Recently – like many others – I checked out Visual Studio 2012 to see what kind of problems a version jump would cause in my most important projects. I was too skeptical, all of my projects loaded and worked in the new version, even with building for .Net Framework 4.5. So far so good, but then I had to realize that the Web Deployment Projects plug-in won't be available from now on. VS2012 comes with a very cool publishing wizard, as long as your project is a Web Application. If you won't or can't upgrade from a Website Project then your only choice is the rather dumb Publish function which doesn't generate the best result and it can't merge assemblies created for the website project. Easy publishing to a specified folder and merging the randomly named App_whatever assemblies into a single assembly was the sole reason I used WDP. Unfortunately I can't really transform my projects into Web Application project types, it would cause too much work for too little gain, so I rolled out my own command line tool WebDeploy to solve this problem. :)
Key functionality is provided by MSBuild to build the Solution and ILMerge (latest version) to merge the project assemblies into a single assembly. WebDeploy configures and runs these, updates assembly references in your relevant project files and gives a helping hand in cleaning up and running additional tasks, doing it all by using the Settings XML file that you personalized for your project. To prove that I take dogfooding seriously, this website has been compiled and published by using WebDeploy.
Just to avoid a possible misunderstanding, I better clarify that you don't need to run Publish or anything in Visual Studio before running WebDeploy. Once your project is ready to upload (works, rebuilds without errors), just run WebDeploy.exe MySettings.xml (obviously with full paths if needed) and it will rebuild and fix up your website project using the provided Solution file and other settings. Aunt Edna mode off. :)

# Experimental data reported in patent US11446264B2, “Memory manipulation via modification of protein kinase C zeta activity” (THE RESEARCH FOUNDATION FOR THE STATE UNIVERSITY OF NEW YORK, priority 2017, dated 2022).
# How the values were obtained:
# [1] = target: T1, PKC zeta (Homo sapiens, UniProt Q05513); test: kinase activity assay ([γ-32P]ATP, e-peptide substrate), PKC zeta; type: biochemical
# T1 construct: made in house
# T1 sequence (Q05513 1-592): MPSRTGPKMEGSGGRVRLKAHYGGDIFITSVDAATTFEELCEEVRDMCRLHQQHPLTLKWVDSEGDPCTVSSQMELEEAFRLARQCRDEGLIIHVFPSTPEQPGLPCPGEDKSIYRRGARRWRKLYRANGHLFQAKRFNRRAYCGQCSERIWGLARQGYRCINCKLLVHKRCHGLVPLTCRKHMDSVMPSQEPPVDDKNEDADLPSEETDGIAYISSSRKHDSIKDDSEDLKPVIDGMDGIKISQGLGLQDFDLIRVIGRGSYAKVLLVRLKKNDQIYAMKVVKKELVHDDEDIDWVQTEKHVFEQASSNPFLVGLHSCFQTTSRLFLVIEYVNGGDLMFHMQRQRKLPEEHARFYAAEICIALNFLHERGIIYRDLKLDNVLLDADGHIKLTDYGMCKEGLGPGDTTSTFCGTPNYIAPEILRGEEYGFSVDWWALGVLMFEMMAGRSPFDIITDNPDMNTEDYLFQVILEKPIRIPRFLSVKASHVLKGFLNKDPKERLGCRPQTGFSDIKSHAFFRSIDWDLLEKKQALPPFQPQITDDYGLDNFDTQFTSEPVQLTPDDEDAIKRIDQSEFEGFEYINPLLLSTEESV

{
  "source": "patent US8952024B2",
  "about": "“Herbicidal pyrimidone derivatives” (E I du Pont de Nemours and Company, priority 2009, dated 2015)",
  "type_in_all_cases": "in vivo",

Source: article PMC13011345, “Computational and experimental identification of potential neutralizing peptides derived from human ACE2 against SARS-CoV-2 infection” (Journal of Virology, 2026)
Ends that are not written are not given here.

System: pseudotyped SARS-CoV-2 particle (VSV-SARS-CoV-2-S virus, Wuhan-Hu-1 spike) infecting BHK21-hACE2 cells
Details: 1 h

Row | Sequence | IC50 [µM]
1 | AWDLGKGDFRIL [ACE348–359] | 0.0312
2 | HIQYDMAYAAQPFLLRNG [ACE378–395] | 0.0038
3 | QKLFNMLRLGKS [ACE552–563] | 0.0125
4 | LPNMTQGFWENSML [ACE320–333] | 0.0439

You may check out where the default Publish function is building your website, for me it always happens to be (Project folder)\PrecompiledWeb\myproject.local (the website's local URL for IIS in my system). Weirdly enough, if I change the Output Folder using Property Pages -> MSBuild Options, it doesn't actually change the AspNetCompiler.TargetPath values in the Solution (.sln) file, so if you're not satisfied with the default Output Folder, you may have to edit the solution file manually. It has to be done only once. WebDeploy can handle all variations of Updateable website and Use fixed names settings, in my setup these options are Updateable=true and FixedNames=false.
After building the project, your selected assemblies will be merged. In my experience all these assemblies are named in the pattern App_*.dll so the default entry in the Sample.xml file will be fine for most (if not all) cases. Choose a simple and unique assembly name for merging target and the references in project files (aspx, ascx, master – the list is editable in the app's .config file) and .compiled files will be updated to use the single assembly's name. Mind you, my Solutions contain 1 website project and multiple library projects, so you may have extra configuration needs if yours is more complicated, like it has multiple websites. You can set up plenty of things in the Settings.xml file, see the provided Sample.xml values and the MSBuild manual, if needed. No worries, chances are you won't need to do anything special above putting sensible values into the provided XML nodes.
You can set up a list of files that should be deleted after building and merging, and you can also set up a list of shell commands to execute before and after building. With this you can easily script a clean up so you won't upload not needed (or server dependent) files and compress, maybe even upload the prepared website.
Just make a copy of the Sample.xml file and change it around for your own projects, I'm pretty sure you'll be satisfied with the result. As it turned out, it's significantly faster than Web Deployment Projects on the same hardware, over twice the speed for me. ILMerge and the full source code is provided with the tool.